The son of playwright Paul Zindel filed a lawsuit on Wednesday alleging that “The Shape of Water” was based on Zindel’s 1969 play, “Let Me Hear You Whisper.”
David Zindel contends that the similarities between the two works are so striking that “The Shape of Water” should properly be seen as an adaptation of his father’s play. The suit accuses Fox Searchlight, director Guillermo del Toro, and producer Daniel Kraus of violating the copyright that now belongs to the playwright’s children.
The play features an introverted female janitor who forms a bond with a dolphin while working in a military laboratory during the height of the Cold War. According to the suit, the janitor learns that the dolphin is to be dissected, and so hatches a plot to kidnap it in a laundry cart and release it into a river. In “The Shape of Water,” a mute janitor in a military lab forms a bond with an Amazonian river monster, and hatches a plot to kidnap it to spare it from death.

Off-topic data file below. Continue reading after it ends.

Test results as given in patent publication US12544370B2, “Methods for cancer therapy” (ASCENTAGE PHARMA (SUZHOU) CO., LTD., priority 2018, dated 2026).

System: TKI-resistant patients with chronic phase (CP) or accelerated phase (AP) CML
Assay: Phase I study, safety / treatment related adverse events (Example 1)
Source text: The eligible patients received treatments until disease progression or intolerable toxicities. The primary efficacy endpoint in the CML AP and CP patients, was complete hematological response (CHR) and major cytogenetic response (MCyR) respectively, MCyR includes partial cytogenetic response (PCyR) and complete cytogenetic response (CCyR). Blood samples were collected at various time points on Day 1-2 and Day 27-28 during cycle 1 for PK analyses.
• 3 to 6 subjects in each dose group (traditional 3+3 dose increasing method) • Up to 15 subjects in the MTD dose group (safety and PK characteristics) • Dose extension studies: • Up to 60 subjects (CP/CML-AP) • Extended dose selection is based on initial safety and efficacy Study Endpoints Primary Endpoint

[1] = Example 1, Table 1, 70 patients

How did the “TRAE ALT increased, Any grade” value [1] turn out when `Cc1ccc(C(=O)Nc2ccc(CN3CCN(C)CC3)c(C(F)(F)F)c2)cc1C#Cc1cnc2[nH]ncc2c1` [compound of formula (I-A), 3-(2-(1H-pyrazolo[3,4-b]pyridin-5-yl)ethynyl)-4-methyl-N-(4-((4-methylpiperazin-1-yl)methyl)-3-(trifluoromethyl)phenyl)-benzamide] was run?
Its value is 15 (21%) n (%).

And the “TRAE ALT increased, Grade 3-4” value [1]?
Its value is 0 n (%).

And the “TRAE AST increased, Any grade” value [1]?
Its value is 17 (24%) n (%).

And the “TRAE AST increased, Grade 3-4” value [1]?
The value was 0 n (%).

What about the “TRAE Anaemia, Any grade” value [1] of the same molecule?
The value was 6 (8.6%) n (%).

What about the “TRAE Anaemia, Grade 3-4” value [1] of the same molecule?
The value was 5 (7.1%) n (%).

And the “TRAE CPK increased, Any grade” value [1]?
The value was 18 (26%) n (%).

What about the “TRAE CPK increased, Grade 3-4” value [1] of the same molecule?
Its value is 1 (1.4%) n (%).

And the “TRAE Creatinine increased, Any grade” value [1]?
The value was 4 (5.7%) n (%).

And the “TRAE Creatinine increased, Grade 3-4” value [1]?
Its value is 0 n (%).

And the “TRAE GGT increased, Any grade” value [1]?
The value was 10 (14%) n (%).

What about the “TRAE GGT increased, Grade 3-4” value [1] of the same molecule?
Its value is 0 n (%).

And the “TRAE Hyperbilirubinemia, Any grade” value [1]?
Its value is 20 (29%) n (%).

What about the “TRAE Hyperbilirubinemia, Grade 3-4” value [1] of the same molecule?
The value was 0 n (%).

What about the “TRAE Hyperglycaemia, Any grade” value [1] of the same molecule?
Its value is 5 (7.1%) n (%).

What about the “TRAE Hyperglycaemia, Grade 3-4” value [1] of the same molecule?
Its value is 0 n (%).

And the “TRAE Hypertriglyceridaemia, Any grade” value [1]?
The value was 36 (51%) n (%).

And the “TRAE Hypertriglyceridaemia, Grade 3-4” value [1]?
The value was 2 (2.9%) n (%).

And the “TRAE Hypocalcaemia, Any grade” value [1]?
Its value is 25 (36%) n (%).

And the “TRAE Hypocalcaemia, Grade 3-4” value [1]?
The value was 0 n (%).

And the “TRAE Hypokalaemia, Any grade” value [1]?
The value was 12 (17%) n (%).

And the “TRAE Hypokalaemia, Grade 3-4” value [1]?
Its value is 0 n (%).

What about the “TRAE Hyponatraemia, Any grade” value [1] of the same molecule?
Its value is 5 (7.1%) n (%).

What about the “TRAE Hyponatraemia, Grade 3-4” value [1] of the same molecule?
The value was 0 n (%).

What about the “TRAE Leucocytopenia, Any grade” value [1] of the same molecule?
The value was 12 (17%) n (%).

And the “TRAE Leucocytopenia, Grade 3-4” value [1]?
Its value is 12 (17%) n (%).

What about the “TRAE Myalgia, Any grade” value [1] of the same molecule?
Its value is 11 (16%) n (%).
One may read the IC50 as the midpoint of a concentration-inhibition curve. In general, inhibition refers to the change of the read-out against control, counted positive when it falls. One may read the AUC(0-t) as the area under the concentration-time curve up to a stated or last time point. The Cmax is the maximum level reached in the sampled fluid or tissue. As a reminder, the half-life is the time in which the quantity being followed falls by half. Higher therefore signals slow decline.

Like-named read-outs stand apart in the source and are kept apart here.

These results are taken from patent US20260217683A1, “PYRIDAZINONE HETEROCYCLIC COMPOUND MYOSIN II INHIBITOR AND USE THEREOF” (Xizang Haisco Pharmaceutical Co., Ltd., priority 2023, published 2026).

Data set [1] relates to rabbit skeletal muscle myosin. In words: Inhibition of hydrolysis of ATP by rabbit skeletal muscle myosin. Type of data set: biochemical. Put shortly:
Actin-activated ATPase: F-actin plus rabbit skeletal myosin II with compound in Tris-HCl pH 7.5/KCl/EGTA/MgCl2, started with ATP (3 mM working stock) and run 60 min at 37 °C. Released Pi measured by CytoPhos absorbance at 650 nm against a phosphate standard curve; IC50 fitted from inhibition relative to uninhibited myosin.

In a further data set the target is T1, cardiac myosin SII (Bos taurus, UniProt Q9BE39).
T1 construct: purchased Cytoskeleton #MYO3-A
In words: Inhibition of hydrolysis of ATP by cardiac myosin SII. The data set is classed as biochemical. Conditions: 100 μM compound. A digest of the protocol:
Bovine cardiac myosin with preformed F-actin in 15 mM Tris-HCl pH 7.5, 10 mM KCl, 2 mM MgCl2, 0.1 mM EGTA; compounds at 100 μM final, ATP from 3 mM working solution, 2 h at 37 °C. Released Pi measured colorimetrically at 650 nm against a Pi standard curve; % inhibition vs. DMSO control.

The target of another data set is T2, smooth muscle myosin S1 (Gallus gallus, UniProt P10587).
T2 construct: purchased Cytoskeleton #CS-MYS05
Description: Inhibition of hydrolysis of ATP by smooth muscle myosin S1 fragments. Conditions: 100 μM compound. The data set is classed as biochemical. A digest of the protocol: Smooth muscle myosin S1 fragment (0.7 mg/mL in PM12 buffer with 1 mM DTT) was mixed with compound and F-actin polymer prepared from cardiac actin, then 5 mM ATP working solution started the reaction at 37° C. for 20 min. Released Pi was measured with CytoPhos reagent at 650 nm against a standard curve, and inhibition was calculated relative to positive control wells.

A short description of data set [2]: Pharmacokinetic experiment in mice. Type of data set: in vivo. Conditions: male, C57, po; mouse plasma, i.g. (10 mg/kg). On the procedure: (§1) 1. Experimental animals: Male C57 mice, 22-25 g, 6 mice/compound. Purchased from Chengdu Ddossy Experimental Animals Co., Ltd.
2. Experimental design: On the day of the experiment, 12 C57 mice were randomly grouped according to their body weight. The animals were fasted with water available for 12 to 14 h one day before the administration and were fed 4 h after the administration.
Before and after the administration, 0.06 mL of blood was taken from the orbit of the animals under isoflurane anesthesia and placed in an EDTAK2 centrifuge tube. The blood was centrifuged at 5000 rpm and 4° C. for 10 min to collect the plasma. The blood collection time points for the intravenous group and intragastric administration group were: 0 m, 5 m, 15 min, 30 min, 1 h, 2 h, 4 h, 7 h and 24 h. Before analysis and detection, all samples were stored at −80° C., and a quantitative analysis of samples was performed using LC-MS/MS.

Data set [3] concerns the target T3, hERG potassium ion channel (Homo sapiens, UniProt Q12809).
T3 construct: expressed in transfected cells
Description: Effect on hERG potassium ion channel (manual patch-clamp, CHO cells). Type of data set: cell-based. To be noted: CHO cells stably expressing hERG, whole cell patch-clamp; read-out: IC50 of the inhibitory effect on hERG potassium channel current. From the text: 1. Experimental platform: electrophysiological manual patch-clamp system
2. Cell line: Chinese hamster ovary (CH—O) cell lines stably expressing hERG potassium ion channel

“Despite the glaring similarities between the Play and the obviously derivative Picture, Defendants never bothered to seek or obtain a customary license from Plaintiff of motion picture and ancillary rights to the Play, nor did Defendants credit Zindel on the Picture,” the suit alleges.
In a statement, Fox Searchlight denied that the film was based on “Let Me Hear You Whisper.”
“These claims from Mr. Zindel’s estate are baseless, wholly without merit, and we will be filing a motion to dismiss,” the company said. “Furthermore, the estate’s complaint seems timed to coincide with the Academy Award voting cycle in order to pressure our studio to quickly settle. Instead, we will vigorously defend ourselves and, by extension, this groundbreaking and original film.”
In interviews, del Toro and Kraus have said that del Toro was interested in making a film in the tradition of “The Creature From the Black Lagoon,” but could not find a way into the story. In a breakfast meeting in 2011, Kraus suggested a story about a janitor who kidnaps an amphibian from a government research facility.
In the lawsuit, David Zindel argues that Kraus must have seen an A&E adaptation of his father’s play, which aired in 1990. The lawsuit notes that Kraus, a novelist, is familiar with Paul Zindel’s other work, having put Zindel’s novel “The Pigman” on a list of the 50 best Y.A. novels of all time.